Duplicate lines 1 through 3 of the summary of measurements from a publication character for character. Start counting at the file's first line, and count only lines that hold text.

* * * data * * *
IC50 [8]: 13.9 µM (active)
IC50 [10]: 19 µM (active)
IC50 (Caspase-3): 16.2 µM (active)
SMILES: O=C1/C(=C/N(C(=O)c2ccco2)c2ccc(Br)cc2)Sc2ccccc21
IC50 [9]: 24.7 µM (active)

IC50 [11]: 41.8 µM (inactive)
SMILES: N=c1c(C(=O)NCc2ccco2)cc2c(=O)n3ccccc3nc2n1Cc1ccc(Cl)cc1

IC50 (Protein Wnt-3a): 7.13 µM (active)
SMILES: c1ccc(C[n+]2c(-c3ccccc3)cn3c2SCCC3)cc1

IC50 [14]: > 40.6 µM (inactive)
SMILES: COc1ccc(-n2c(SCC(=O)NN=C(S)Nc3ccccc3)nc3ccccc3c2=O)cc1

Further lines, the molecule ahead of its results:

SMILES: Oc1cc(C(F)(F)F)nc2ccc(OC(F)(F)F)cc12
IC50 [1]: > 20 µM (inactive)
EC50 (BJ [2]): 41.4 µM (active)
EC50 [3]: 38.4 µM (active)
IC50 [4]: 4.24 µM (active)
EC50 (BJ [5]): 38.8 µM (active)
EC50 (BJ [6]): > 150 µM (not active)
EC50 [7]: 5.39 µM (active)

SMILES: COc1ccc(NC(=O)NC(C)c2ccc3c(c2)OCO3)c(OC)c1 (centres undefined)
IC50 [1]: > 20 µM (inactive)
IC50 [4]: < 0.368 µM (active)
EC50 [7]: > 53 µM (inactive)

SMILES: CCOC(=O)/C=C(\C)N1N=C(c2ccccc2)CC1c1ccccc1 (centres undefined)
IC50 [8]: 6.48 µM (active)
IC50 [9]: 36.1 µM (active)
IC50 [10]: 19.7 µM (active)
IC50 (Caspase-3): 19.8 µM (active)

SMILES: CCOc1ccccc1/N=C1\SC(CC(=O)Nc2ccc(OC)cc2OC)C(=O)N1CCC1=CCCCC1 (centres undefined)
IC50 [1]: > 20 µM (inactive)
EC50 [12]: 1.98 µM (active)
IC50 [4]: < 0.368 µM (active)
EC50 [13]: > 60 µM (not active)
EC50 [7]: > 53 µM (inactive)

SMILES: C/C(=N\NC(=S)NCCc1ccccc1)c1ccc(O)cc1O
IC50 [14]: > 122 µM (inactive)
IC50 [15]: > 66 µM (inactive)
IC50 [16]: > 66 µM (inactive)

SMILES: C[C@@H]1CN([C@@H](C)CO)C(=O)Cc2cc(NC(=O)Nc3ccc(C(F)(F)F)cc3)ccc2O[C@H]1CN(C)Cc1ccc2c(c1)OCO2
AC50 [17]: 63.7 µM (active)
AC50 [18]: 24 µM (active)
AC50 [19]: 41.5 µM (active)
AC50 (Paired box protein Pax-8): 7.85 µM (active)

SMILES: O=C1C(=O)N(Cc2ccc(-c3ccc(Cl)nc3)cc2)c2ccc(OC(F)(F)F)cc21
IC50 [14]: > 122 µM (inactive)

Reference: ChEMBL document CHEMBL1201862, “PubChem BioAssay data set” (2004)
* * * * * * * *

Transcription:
IC50 [8]: 13.9 µM (active)
IC50 [10]: 19 µM (active)
IC50 (Caspase-3): 16.2 µM (active)